"I get a sinking feeling when I see that," he said. "You can get down on the bottom, and it looks like it was carpet-bombed where they dug the bottom out."

Letting it all hang out

We return to Satie's text. It's unclear whether scientists have substantiated the purring. But the "disgusting silky threads" are an oft-used, multipurpose sea cucumber strategy, well known to those who have disturbed the sea cucumber or poked it with a sea star.

In an annual fall cleaning, the sea cucumber expels its own guts. Its ridding itself of parasites after spending all summer vacuuming up whatever's in the mud, including nasty little worms that would feed on the cucumber from the inside. The guts grow back in two to four weeks.

Contents of the guts vary.

"Sometimes it's gonads," or other miscellaneous viscera, said Kristin Cieciel, who studies jellyfish for the National Oceanic and Atmospheric Administration in Juneau but did her master's on sea cucumbers. "But usually it's the digestive tract."

The sea cucumber also may self-eviscerate, as scientists say, to reduce its metabolic costs in hard times, such as when the temperature or salinity changes.

Under attack, a sea cucumber will self-eviscerate, in an attempt to distract a predator into eating the guts while it makes a speedy sea-cucumber getaway.

Speedy is relative. A sea cucumber gyrates its tubular torso, thrusting itself into the water column. Cieciel tagged her subjects (a challenge, because when you punch a hole in a sea cucumber it leaks, and that likely affects its motion - the tags are similar to those that attach price tags to clothing) and followed them on their day. A few traveled up to 25 meters in a day.

"We had some cheetahs," she said.

The dangers of cuke-picking

Though the prey is slow, sea-cucumber divers have to work fast.

"Once you go into water, you work like a dog. A mad dog," said diver Janusz Kunat of Gustavus. "You swing, and one eye is looking left while the other eye is picking cucumbers, nonstop."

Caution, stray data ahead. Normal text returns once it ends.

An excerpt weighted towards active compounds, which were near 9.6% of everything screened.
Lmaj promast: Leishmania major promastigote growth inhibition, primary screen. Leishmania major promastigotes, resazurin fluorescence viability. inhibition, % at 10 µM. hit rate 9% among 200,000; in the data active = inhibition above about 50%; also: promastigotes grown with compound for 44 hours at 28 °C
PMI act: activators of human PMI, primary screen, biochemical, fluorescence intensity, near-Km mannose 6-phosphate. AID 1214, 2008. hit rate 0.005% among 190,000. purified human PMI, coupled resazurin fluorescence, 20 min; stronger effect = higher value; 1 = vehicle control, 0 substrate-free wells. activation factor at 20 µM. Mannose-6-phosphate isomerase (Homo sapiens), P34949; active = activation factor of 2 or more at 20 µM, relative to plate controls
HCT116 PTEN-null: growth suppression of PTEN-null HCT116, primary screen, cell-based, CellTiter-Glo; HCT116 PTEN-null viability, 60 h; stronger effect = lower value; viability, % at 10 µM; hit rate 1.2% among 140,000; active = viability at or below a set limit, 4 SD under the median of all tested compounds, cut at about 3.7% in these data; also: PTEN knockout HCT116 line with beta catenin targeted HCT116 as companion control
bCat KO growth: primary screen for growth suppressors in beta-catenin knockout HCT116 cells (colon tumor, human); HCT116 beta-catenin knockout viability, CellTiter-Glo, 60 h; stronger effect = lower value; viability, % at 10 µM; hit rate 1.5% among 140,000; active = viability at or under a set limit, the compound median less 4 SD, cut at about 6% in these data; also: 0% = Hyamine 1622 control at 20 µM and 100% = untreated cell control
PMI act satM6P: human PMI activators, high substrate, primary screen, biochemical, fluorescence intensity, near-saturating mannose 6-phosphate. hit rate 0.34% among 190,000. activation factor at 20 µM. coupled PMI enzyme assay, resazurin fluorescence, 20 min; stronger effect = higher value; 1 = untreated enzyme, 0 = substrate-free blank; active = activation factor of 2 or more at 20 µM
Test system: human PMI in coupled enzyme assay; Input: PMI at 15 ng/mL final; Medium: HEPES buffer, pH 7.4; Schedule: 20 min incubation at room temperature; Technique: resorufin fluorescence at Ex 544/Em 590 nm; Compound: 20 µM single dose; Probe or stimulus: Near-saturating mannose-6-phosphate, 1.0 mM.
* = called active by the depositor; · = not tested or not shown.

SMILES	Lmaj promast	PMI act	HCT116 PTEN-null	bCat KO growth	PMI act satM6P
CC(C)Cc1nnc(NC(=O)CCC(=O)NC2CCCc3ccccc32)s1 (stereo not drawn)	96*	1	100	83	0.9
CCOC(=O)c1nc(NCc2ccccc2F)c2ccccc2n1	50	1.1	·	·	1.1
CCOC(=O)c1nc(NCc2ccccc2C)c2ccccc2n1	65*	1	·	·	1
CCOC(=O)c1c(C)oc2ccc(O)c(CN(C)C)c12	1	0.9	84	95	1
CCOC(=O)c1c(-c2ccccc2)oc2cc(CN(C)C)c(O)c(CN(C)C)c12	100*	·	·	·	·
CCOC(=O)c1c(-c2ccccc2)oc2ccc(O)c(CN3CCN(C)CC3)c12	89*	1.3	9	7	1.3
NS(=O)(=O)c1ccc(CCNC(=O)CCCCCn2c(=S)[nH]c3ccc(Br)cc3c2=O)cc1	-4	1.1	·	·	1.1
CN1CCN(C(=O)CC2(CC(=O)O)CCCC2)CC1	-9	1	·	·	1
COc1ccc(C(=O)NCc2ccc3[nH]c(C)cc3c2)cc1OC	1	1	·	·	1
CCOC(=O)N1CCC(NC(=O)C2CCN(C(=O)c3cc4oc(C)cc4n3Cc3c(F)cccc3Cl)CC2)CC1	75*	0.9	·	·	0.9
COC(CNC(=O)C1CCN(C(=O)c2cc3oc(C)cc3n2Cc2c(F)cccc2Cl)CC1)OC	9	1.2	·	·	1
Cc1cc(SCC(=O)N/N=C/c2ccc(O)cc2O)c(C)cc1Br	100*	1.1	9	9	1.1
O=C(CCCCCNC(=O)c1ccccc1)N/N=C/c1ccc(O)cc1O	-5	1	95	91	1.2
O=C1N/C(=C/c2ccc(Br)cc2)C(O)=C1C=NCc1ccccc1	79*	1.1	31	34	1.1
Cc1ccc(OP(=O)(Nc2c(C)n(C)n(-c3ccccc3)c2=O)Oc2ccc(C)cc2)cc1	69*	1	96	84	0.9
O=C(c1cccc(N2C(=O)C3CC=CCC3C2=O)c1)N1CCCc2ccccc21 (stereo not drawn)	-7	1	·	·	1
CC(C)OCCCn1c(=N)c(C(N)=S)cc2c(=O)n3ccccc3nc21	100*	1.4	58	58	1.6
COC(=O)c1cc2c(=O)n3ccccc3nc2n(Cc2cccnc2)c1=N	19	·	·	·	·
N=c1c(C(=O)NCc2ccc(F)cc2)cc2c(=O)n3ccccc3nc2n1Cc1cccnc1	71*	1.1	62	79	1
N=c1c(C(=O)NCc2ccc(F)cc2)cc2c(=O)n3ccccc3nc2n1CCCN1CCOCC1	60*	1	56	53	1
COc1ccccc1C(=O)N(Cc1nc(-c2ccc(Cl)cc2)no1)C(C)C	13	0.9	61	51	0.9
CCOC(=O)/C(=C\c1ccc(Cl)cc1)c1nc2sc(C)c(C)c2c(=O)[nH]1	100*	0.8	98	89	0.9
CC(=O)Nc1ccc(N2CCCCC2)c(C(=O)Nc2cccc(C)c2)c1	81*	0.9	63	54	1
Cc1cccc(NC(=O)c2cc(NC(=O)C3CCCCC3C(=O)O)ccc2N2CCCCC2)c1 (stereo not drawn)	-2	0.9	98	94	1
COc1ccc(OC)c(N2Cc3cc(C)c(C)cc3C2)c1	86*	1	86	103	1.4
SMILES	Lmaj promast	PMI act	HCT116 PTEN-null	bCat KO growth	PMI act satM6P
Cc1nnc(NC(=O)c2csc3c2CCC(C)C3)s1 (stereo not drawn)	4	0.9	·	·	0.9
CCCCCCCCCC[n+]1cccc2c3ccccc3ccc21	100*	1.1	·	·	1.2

Sea cucumber diving is still managed in the old derby style, as halibut once was. During the season, when an area opens, a diver has seven hours on Monday and four hours on Tuesday to collect his daily bag limit of 2,000 pounds.

One sea cucumber weighs a half-pound or less. Thus a day's work might be 4,000 cucumbers, piled up in the boat. And a diver isn't down that whole time, but spends about an hour at 50 feet, then must decompress.

Kunat has dived since the 1990s. He has been out in hurricane-force winds; when he was sick but fortified on NyQuil ("People do this all the time"); and sometimes, as neither he nor anyone else recommends, alone. Injuries are common, according to Kunat. Last year a Southeast diver died.

"Don't write about this like it's a super sport," he said. "It's a really stupid fishery. A lot of divers dive alone. You anchor the boat, and go down, and go up, and hope the boat's still there."

Last year Fish and Game counted 179 sea-cucumber divers, well below the authorized maximum of 389 in this limited-entry fishery and the all-time high of 424 divers in 1995, which was a year following high prices.

Kunat said the dive fishery is difficult and uneconomical, given current fuel prices.

"When we die, it's going to be the end of the fishery ... You'd have to be crazy to do this anyway."

• Contact reporter Kate Golden at 523-2276 or kate.golden@juneauempire.com.